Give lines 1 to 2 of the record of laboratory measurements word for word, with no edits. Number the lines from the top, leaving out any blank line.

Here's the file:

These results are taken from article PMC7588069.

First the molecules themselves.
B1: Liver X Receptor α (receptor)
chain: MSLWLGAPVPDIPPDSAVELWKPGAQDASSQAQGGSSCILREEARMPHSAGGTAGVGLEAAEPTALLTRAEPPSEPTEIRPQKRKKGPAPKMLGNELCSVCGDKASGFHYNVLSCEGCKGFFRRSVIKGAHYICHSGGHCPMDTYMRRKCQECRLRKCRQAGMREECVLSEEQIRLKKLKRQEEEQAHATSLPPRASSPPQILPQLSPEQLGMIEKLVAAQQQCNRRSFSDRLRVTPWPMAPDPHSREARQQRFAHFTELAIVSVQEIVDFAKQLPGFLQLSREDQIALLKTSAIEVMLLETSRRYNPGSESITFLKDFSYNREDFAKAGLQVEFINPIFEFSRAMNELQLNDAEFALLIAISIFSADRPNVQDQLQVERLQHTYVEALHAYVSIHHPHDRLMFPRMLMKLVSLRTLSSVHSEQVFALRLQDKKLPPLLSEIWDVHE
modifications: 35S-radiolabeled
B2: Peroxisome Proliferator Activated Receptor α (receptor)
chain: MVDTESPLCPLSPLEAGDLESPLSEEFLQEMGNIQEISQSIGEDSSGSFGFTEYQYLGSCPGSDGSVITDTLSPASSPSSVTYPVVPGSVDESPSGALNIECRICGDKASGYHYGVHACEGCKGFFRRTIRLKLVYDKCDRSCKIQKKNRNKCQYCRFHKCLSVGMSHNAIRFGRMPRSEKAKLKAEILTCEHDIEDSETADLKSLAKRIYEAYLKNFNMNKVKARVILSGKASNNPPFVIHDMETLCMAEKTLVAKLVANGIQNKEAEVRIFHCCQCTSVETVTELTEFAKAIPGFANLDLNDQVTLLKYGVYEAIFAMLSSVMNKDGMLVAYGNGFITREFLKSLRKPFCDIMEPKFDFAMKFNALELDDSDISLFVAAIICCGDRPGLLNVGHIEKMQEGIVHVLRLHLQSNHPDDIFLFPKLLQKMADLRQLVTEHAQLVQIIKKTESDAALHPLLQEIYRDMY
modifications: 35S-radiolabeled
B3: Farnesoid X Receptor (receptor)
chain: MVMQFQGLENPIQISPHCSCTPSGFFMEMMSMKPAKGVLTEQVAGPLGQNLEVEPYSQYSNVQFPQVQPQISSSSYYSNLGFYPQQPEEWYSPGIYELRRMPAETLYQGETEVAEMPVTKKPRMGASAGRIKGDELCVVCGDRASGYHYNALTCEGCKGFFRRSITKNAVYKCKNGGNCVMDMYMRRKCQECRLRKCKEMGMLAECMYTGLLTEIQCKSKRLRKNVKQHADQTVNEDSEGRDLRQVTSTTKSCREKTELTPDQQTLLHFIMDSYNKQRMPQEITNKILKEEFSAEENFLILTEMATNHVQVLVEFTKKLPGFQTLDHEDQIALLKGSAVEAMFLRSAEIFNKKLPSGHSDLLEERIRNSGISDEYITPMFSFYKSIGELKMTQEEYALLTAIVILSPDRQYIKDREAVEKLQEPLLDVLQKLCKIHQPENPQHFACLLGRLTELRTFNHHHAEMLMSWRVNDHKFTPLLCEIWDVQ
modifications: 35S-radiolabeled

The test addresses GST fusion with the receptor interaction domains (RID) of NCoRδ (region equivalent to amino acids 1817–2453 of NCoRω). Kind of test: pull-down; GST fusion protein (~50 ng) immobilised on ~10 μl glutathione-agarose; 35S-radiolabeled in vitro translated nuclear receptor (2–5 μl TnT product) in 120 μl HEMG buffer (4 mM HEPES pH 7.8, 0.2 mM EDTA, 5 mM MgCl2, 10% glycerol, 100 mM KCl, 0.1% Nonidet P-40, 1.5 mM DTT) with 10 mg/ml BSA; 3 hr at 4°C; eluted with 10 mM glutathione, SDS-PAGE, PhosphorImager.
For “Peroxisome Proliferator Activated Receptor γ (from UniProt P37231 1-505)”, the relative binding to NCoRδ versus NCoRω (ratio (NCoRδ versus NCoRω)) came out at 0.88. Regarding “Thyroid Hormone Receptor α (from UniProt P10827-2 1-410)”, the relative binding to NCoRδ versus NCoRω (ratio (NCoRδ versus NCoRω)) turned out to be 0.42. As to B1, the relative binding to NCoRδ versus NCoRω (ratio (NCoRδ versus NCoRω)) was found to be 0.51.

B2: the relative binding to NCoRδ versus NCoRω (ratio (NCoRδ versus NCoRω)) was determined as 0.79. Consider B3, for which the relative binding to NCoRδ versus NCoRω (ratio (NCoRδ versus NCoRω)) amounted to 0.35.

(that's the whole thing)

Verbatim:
These results are taken from article PMC7588069.

First the molecules themselves.